Cherbourg was isolated when US infantry reached the west coast of the peninsula on 18 June. Contact was made with the actual defense works on the 20th. The garrison commander surrendered on the 29th. Cargo ships started anchoring in the harbor in late July & were unloaded by lighters. Beaching ramps were installed for LST, lighters & DUKWS. A bit over 10,000 tons of cargo were taken in there in July. The docks went into use in mid August.

                          Confusion in the German command left the fortress supply rooms nearly empty, and interfered with many of the areas defenders retreating to the cities fortress. The 21,000 men who ended up there were mostly service units, FLAK, naval personnel, and the remanants of the 709th Division.

                          Brest on the other hand had a fair amount of supply, was reinforced by a airborne division and two infantry divisions, totaling 40,000 men. The land ward defense works had a few days worth of last minute preperation. It was isolated in early August & surrendered 19th September.

                          Comment


                          • #14
                            Originally posted by dutched View Post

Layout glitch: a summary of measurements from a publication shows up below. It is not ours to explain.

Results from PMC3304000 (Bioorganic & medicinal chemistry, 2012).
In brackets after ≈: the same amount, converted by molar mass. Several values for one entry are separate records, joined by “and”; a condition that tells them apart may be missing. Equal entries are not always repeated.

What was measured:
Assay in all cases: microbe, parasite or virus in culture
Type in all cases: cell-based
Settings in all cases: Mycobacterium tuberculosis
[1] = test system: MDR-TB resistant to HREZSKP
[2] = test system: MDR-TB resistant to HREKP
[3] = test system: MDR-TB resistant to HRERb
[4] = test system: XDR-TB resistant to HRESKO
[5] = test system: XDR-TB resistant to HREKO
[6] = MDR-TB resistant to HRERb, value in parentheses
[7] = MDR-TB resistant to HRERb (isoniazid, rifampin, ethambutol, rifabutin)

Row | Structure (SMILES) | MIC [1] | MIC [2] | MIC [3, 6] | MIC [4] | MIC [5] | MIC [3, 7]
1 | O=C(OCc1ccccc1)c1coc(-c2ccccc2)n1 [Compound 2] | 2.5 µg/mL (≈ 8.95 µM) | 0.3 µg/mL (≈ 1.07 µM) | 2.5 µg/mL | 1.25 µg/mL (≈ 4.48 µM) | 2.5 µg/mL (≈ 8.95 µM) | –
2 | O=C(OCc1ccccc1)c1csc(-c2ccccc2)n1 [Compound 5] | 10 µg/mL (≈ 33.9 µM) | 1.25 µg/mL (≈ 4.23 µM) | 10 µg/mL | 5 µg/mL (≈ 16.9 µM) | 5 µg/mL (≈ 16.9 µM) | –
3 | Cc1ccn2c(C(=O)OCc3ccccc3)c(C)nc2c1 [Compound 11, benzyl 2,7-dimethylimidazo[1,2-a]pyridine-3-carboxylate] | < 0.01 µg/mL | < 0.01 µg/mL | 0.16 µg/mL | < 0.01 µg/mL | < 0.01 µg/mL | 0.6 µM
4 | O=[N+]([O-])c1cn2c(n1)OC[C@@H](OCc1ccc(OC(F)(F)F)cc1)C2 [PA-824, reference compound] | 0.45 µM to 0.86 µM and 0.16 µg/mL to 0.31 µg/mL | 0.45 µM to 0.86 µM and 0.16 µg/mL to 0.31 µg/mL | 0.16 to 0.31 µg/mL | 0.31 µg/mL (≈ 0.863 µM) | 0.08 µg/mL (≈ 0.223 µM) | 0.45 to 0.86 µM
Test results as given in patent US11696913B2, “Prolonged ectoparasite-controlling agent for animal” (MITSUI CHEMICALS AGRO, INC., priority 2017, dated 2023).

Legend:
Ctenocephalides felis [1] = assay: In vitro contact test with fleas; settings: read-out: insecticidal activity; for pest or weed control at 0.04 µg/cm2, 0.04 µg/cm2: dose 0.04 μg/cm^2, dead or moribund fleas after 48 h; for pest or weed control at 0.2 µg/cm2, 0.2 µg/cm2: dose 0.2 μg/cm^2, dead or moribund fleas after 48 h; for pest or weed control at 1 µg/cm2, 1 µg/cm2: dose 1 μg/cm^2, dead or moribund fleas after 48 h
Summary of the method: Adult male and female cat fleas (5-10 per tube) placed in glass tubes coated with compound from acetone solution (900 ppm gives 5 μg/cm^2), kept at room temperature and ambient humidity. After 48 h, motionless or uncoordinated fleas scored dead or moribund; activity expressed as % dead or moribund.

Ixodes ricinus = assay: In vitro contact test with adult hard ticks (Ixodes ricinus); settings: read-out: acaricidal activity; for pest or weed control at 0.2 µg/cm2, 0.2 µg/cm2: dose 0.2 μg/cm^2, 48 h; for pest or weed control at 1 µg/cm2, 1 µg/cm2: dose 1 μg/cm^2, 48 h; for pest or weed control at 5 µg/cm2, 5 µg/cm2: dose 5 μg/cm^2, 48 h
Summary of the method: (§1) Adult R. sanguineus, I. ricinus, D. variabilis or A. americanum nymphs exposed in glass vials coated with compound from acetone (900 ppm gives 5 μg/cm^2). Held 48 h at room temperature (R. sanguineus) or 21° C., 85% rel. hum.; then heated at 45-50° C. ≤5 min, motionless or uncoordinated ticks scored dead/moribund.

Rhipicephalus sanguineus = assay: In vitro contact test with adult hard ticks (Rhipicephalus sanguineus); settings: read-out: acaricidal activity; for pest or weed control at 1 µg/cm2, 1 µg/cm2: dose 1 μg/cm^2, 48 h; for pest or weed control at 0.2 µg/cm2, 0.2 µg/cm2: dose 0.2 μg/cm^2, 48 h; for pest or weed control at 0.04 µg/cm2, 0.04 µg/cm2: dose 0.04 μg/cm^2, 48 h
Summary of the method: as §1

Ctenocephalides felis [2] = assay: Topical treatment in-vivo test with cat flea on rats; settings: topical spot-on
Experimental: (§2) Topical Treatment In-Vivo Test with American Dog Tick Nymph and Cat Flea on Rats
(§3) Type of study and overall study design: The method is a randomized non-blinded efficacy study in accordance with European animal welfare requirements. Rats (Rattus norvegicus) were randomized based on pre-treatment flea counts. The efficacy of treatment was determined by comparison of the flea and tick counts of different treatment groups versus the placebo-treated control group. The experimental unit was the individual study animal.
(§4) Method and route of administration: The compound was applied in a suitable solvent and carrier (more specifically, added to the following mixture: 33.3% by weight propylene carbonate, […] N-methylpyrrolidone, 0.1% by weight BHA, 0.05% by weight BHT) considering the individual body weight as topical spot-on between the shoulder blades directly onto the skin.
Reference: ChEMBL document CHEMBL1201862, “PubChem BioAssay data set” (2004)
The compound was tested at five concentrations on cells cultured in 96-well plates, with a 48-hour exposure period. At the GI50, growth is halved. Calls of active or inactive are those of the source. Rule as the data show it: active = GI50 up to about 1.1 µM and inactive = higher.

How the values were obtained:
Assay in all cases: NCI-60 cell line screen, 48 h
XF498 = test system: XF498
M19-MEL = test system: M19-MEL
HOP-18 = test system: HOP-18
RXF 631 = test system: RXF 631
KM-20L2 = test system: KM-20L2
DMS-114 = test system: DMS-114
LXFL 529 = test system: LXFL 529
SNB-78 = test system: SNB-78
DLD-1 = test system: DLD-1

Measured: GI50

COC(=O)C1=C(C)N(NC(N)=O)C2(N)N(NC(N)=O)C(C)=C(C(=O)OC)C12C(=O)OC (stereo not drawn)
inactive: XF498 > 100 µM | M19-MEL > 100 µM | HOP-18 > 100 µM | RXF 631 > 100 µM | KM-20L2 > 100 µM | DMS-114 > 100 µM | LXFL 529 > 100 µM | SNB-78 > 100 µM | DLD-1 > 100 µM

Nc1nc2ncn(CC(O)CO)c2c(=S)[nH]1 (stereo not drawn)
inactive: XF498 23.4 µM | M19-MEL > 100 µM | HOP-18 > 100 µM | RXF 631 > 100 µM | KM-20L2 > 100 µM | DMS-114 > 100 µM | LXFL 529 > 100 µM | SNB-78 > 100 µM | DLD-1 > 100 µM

a) First to remember is that the Wall was never completed.
                            b) Than the Wall was not propely manned.
                            c) The Invasion was probably the best planned and prepared operation at that time ever.
                            d) The German military leader(s) would strip once area of the better human resources and replace them with fillers making up the numbers but lacking the qualities of the units they replaced.
                            e) It was a boon for the allies to land after a storm front had past though. The Germans did not know what hit them until the very last moment. Just think how things would have been different, had the ideal weather conditions for the invasion prevailed.
                            f) The allied invasion had total air cover. This slightly hampered German movements to say the least.

                            As for the fortified harbours along the French coast holding out so long.
                            Hell, Eisenhower Inc. brought their own harbour along, which did nicely so the immediate pressure was off.